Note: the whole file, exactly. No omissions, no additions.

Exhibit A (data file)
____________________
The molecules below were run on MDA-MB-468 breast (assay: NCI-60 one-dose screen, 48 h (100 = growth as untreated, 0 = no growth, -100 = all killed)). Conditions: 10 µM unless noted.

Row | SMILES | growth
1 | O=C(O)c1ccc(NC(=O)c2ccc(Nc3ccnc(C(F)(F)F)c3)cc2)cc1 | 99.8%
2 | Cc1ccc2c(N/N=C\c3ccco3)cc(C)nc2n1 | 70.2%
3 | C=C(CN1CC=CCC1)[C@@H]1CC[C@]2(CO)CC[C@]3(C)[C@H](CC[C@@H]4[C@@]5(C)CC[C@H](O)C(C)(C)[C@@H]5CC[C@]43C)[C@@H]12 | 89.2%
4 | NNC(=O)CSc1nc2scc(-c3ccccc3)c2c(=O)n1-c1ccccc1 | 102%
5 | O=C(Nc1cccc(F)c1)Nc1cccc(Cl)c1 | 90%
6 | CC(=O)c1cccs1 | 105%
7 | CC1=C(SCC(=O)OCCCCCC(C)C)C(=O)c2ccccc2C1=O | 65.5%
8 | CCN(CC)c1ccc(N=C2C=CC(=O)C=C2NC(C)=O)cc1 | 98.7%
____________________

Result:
The molecules below were run on MDA-MB-468 breast (assay: NCI-60 one-dose screen, 48 h (100 = growth as untreated, 0 = no growth, -100 = all killed)). Conditions: 10 µM unless noted.

Row | SMILES | growth
1 | O=C(O)c1ccc(NC(=O)c2ccc(Nc3ccnc(C(F)(F)F)c3)cc2)cc1 | 99.8%
2 | Cc1ccc2c(N/N=C\c3ccco3)cc(C)nc2n1 | 70.2%
3 | C=C(CN1CC=CCC1)[C@@H]1CC[C@]2(CO)CC[C@]3(C)[C@H](CC[C@@H]4[C@@]5(C)CC[C@H](O)C(C)(C)[C@@H]5CC[C@]43C)[C@@H]12 | 89.2%
4 | NNC(=O)CSc1nc2scc(-c3ccccc3)c2c(=O)n1-c1ccccc1 | 102%
5 | O=C(Nc1cccc(F)c1)Nc1cccc(Cl)c1 | 90%
6 | CC(=O)c1cccs1 | 105%
7 | CC1=C(SCC(=O)OCCCCCC(C)C)C(=O)c2ccccc2C1=O | 65.5%
8 | CCN(CC)c1ccc(N=C2C=CC(=O)C=C2NC(C)=O)cc1 | 98.7%